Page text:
Flooding in the home can be devastating. The damage and disruption it causes can be expensive, difficult and upsetting. If you live in an area that’s at risk from flooding, it’s worth preparing as much as possible in advance. These extra precautions and preventative measures will make it easier for you to get ready when a flood warning is issued and help limit the amount of damage to your home.
Here are our top tips to help prepare for home flooding.
In the event of flooding, your home’s gas, electricity and water will all need to be turned off at the mains before any water enters your home. So it’s a good idea to familiarise yourself with where these are and how to safely do so before a home emergency strikes. It could save you valuable time and you’ll be more likely to undertake the task safely.
As you may have to access the mains in the dark, it’s worth leaving a torch nearby along with some spare batteries. LED torches are best for emergencies as they’re more energy efficient so they don’t burn through batteries.
We recommend looking for LED torches with a high IP (Ingress Protection) rating. This scale measures the level of protection against solid and liquid objects. The higher the rating, the greater the torch’s resistance to water, with an IP rating of 65 indicating water-resistance. Alternatively, opt for a head torch (pictured). They keep your hands free and our range all feature LED light bulbs.
When extreme weather conditions are forecast, packing a bag with all your essential items will mean that you’ll be ready for anything. Whether you have to get out quickly or are unable to leave the house for a bit.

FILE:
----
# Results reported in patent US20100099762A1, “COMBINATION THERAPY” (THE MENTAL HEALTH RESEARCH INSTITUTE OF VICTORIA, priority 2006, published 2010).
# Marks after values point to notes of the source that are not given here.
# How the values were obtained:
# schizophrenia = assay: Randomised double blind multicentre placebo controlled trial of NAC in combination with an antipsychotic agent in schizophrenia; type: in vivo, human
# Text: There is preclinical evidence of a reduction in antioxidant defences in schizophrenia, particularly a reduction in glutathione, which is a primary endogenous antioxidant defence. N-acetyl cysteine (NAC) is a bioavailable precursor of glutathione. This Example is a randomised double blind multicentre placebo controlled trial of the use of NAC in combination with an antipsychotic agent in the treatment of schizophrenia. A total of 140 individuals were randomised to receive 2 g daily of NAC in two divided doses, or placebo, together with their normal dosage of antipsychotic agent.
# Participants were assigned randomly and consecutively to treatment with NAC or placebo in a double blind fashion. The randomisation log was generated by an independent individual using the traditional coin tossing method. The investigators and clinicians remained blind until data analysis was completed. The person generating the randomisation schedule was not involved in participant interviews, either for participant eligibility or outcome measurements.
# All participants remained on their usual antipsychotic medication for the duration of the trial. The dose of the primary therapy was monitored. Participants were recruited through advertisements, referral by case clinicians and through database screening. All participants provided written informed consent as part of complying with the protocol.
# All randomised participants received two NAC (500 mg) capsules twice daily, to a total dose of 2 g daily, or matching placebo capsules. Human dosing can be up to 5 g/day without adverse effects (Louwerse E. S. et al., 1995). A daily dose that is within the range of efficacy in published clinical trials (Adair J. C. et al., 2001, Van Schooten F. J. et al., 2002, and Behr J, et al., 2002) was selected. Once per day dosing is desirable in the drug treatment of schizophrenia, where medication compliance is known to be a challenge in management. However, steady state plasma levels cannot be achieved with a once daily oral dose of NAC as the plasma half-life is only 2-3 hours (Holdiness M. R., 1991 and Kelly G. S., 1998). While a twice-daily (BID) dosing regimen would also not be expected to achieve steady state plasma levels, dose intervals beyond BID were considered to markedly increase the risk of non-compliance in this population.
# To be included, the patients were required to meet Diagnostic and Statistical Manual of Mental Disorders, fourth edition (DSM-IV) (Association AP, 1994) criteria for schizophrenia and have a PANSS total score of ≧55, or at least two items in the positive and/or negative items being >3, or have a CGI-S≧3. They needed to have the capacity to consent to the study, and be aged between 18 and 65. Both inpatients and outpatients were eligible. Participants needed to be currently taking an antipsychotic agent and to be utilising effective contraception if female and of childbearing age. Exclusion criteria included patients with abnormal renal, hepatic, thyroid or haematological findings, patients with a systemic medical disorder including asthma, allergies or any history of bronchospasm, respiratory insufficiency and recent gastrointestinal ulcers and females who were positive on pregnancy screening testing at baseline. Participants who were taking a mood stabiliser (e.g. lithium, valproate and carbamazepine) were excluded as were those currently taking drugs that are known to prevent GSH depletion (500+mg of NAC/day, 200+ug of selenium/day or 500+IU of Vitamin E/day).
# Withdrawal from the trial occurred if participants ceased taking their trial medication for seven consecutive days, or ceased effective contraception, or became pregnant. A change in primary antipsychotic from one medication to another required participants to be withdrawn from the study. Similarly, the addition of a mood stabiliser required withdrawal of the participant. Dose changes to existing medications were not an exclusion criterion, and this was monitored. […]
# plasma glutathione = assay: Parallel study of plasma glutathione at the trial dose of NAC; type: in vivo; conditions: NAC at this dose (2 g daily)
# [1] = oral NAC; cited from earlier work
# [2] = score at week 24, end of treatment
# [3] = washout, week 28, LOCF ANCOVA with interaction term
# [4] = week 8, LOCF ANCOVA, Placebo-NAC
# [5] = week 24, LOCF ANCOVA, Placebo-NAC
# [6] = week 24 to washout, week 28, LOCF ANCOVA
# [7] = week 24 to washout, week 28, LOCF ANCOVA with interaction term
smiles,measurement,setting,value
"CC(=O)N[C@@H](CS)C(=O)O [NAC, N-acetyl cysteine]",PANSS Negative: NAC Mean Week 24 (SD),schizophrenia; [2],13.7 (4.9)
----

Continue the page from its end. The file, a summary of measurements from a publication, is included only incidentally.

Once you’ve created your emergency kit, store it somewhere safe where you can get to it easily. And make sure that everyone in your household knows where it is and what’s in it.
What goes into your kit is up to you, but we recommend the following:
There are many ways to control the flow of flood water away from your home and we offer a range of products that can help. We’ll talk through the choices below - from the familiar to the more unusual - but whatever you select be sure to stock up well in advance and safely store away. Check that everyone in the household knows where they’re kept and how to effectively use them.
Choose from the following flood prevention options:
Sand bags (pictured) – The traditional favourite, these are made from woven hessian. Fill them with sand to absorb moisture and stop water from getting under doors. Other uses include weighing down manhole covers and garden furniture, as well as blocking sinks, toilets and bath drains to prevent flood water coming up through them.
Flood bags (pictured) - Easier to move, manoeuvre and store than sand bags, these innovative bags use crystals instead of sand to absorb water. They quickly expand to fill each bag and create a barrier allowing for a fast response to rising flood water. Once they’ve absorbed the water, they store it for a couple of months, but these bags can only be used once so don't test them out before you need them.
Flood barriers - These units (or pods) connect together, collecting and storing rising flood water to create a dense barrier. Each unit features a foam gasket base that, when put under pressure by the weight of the water, creates a seal with the ground – so no bolting is required. Plus, they allow you to create 90 degree angles for watertight corners.